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Michael Cirami, Editorial Portrait for Alumni Magazine

The fun part about creating editorial portraits is meeting really interesting people and then creating the perfect, dramatic portrait!

The fun part about creating editorial portraits is meeting really interesting people and then creating dramatic portraits that show them in the perfect light. (Ahem, pun intended!) This portrait of Michael Cirami on the roof top of Eaton Vance, was created for Simons School of Business Alumni Magazine in Rochester NY.

Editorial Portraits on Location

Of course, the challenge of the editorial portrait is that, when you go out on location, you takes what you gets!

We did some prep work for this portrait by scouting through google earth and talking with the Director of Media Relations at Eaton Vance, where Michael, our subject works. The roof deck on the 13th floor had a wonderful view of the Boston skyline, including the Boston Harbor and the Custom House.

Watching the weather, we planned for a day that was supposed to be sunny and clear. In typical New England fashion, the day dawned with clouds racing across the sky and gusty winds. It was bad enought that I had to plant Claire, my intern, on the one light stand we dared to bring out, to keep it from sailing away. Claire wrestled the wind and managed to avoid going for a ride.

Just as we were finishing up our set up and Michael was coming out on the deck, the clouds blew into beautiful puffy cotton balls over the harbor and we got our image for the magazine.

Which just goes to show that, in New England, if you don’t like the weather, just wait 10 minutes!

When to use an Editorial Portrait

Editorial portraits have been traditionally commissioned by magazines.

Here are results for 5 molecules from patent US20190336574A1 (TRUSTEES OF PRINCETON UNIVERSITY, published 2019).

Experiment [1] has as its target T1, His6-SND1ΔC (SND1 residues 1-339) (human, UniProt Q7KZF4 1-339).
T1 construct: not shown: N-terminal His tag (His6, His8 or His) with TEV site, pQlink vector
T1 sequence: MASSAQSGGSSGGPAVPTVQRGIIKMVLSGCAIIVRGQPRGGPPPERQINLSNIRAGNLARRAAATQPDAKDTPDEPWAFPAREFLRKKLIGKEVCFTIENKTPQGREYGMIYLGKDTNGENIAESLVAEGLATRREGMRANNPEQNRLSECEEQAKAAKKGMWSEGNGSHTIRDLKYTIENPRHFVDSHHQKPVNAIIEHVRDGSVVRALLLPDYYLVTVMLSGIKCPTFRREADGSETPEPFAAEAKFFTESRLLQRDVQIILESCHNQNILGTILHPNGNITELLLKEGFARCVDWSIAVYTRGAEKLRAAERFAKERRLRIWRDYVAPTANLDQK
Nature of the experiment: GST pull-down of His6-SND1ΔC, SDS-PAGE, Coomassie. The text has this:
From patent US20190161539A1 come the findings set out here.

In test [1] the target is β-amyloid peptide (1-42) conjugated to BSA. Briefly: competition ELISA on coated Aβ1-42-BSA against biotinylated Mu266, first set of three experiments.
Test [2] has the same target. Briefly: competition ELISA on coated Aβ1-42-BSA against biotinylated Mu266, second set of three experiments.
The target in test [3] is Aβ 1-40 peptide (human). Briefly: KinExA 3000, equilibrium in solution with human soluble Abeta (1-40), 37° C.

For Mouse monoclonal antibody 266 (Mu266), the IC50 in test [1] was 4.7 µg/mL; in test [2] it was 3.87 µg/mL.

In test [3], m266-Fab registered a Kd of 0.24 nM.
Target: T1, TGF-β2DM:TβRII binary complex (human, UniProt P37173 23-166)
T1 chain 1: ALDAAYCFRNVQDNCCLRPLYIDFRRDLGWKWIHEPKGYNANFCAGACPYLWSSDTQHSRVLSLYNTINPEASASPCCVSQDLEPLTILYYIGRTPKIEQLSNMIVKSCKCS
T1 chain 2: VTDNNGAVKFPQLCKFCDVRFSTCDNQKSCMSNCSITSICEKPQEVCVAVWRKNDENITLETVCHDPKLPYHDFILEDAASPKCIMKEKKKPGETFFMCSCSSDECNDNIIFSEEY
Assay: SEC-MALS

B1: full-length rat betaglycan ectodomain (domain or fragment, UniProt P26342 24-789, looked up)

However, this more casual, story telling style of photography is also a very popular tool for corporate marketing libraries.

They work great for press releases to accompany articles, brochures, presentations, speaker announcement posters and, of course, blog posts.

Get your own Editorial Portrait

Its important to keep in mind that editorial portraits are not “selfies”.

They are well executed, technically perfect images designed to tell a specific story.

If you would like to explore getting an editorial portrait for you or your team’s marketing library, get in touch at 617-910-9314.

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Michael Cirami, Editorial Portrait for Alumni Magazine

The fun part about creating editorial portraits is meeting really interesting people and then creating the perfect, dramatic portrait!

The fun part about creating editorial portraits is meeting really interesting people and then creating dramatic portraits that show them in the perfect light. (Ahem, pun intended!) This portrait of Michael Cirami on the roof top of Eaton Vance, was created for Simons School of Business Alumni Magazine in Rochester NY.

Editorial Portraits on Location

Of course, the challenge of the editorial portrait is that, when you go out on location, you takes what you gets!

We did some prep work for this portrait by scouting through google earth and talking with the Director of Media Relations at Eaton Vance, where Michael, our subject works. The roof deck on the 13th floor had a wonderful view of the Boston skyline, including the Boston Harbor and the Custom House.

Watching the weather, we planned for a day that was supposed to be sunny and clear. In typical New England fashion, the day dawned with clouds racing across the sky and gusty winds. It was bad enought that I had to plant Claire, my intern, on the one light stand we dared to bring out, to keep it from sailing away. Claire wrestled the wind and managed to avoid going for a ride.

Just as we were finishing up our set up and Michael was coming out on the deck, the clouds blew into beautiful puffy cotton balls over the harbor and we got our image for the magazine.

Which just goes to show that, in New England, if you don’t like the weather, just wait 10 minutes!

When to use an Editorial Portrait

Editorial portraits have been traditionally commissioned by magazines.

However, this more casual, story telling style of photography is also a very popular tool for corporate marketing libraries.

They work great for press releases to accompany articles, brochures, presentations, speaker announcement posters and, of course, blog posts.

Get your own Editorial Portrait

Its important to keep in mind that editorial portraits are not “selfies”.

They are well executed, technically perfect images designed to tell a specific story.

If you would like to explore getting an editorial portrait for you or your team’s marketing library, get in touch at 617-910-9314.

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